How to Choose Ski and Snowboard Socks

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skier putting socks on

Foot comfort is often what makes or breaks a day on the slopes, but socks are usually the last thing people think about when gearing up for skiing or snowboarding. Make no mistake: Boot fit is crucial to finding the right ski or snowboard setup, and it all starts with how your socks feel in your boots. That’s why experts recommend selecting socks before you purchase new boots and trying on boots with the socks you intend to wear while skiing or riding.

Ski sock technology has come a long way in recent years. The latest models include new design features for better fit, breathability and moisture management. When comparing socks, the main differences you’ll notice are the composition of the fabric and the level of cushioning. This article will cover what you need to know when choosing socks to wear for skiing or snowboarding.

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Ski Sock Fabric Type

an assortment of sock fabrics

Most ski and snowboard socks are made from either merino wool or a synthetic blend—or a hybrid of both. They also include a small percentage of elastane or Lycra spandex to enhance the fit and provide flexibility. Wool and synthetic are similar when it comes to function and durability, so it’s up to you to decide which socks feel best.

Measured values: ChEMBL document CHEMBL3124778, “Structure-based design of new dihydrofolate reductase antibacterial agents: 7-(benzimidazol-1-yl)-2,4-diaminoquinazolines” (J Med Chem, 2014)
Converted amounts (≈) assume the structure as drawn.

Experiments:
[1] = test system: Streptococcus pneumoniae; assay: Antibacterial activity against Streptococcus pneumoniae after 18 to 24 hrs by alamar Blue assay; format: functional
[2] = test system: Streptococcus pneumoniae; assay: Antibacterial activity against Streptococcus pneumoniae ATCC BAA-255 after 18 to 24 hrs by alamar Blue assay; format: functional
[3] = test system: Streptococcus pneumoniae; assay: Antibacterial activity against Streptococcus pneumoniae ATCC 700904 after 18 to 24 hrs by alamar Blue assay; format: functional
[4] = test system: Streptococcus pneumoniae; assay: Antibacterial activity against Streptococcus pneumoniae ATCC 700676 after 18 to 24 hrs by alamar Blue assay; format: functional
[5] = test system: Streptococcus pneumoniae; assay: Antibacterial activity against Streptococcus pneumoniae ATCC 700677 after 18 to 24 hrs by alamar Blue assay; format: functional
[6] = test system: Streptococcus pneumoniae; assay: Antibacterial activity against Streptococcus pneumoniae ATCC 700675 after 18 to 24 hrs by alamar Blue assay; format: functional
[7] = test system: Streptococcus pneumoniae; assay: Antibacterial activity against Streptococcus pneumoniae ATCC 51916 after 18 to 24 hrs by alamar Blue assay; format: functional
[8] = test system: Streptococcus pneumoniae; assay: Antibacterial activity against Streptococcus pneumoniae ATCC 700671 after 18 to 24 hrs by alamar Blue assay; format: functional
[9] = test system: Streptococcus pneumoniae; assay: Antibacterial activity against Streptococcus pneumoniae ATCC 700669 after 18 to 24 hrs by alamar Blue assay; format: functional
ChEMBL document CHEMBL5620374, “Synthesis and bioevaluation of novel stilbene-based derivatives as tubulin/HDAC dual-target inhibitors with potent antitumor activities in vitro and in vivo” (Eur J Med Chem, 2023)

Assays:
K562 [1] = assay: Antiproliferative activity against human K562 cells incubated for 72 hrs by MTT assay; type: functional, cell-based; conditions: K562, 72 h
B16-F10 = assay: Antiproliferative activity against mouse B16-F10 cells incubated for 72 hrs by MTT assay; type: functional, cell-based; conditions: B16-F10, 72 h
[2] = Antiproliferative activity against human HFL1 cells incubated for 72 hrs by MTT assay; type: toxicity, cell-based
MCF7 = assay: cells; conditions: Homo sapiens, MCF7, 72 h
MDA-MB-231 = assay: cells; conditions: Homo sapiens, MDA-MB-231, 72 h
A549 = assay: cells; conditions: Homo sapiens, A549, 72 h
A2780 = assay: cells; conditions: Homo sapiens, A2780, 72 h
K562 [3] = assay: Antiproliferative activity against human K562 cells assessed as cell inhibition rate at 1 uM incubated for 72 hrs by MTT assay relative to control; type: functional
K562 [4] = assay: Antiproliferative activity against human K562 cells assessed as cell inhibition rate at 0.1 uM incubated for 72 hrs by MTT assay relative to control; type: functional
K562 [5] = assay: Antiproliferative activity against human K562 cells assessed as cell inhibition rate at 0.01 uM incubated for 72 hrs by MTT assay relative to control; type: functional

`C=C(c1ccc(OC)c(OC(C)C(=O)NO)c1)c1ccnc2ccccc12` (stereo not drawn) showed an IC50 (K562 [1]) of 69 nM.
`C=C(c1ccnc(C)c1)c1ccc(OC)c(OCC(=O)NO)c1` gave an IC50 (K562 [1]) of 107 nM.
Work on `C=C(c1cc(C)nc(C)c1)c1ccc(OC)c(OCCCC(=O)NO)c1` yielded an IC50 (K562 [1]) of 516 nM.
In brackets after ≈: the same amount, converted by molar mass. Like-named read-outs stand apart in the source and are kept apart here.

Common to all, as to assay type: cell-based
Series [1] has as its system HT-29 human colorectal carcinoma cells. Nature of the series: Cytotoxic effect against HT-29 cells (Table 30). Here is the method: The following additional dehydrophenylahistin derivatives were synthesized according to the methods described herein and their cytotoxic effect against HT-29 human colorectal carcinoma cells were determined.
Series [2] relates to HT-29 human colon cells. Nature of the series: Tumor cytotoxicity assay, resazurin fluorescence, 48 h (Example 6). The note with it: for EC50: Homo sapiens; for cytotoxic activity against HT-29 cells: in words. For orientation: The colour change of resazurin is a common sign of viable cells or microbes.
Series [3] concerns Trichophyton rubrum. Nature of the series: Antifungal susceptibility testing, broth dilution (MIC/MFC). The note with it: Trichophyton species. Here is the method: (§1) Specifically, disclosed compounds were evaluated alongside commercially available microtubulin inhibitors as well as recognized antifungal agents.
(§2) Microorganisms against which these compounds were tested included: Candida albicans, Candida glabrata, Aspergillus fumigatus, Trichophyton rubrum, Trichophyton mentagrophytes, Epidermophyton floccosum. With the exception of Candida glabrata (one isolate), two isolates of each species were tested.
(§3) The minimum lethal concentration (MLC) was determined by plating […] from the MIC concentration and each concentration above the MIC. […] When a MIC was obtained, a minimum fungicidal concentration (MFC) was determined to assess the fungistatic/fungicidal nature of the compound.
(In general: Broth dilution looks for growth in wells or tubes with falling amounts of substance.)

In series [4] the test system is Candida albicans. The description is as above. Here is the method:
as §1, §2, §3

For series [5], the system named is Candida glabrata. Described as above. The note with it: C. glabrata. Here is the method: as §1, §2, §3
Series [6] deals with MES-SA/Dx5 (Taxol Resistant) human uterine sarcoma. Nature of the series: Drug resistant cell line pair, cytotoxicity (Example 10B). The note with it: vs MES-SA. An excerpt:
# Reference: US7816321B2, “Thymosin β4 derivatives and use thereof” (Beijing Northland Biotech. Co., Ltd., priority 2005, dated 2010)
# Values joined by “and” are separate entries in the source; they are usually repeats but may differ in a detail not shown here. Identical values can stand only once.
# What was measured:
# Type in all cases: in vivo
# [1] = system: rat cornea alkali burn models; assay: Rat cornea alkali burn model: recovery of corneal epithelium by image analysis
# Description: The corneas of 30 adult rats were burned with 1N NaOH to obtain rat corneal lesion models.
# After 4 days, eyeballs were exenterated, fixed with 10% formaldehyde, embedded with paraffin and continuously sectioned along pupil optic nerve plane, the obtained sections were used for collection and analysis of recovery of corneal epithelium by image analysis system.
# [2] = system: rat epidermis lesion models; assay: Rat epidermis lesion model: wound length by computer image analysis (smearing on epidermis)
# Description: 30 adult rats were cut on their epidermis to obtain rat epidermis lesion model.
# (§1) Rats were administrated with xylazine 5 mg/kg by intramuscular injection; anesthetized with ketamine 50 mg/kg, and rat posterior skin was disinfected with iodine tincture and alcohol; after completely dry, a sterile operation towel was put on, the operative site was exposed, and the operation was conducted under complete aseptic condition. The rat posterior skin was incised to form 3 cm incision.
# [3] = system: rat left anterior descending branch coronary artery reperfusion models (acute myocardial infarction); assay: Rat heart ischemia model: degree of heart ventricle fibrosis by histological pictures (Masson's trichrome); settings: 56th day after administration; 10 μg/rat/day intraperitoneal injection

Wool: Merino wool is a material that retains its warmth when wet and is naturally odor resistant. Wool also breathes more easily and is known for its ability to wick moisture away from the skin—a key factor in keeping feet dry, warm and happy. Wool takes longer to feel wet because its fibers naturally absorb moisture; in synthetic fabrics, moisture runs across the fiber where you feel it more readily.

Synthetic: Synthetic blends like nylon-polyester have become more popular in recent years, especially as an alternative for people who have sensitive skin or are allergic to wool. Synthetic yarn typically features fibers that trap warmth and wick moisture, giving the material many of the characteristics naturally found in wool. Most synthetics also come with an antimicrobial coating for odor control. Some skiers prefer the feel of synthetic socks, although merino wool is much less itchy than the wool socks of yesteryear.

A note about cotton: Just say no. No matter how cold it is outside, your feet are bound to get sweaty while skiing or riding. Cotton lacks the wicking properties of wool and synthetic fabrics—leading to wet, cold feet and increasing the potential for blisters.


Ski Sock Thickness and Cushioning

It may seem counterintuitive, but a thicker sock is not necessarily a warmer sock. Your feet need adequate blood flow to stay warm, and socks that are too thick can restrict circulation—especially when paired with snug-fitting boots. Meanwhile, advancements in fabric technology have improved the thickness-to-warmth ratio, enabling skiers and snowboarders to get by with a thinner sock than they needed back in the day. 


Photo of two socks showing areas of extra cushion

Here are additional considerations regarding sock cushioning: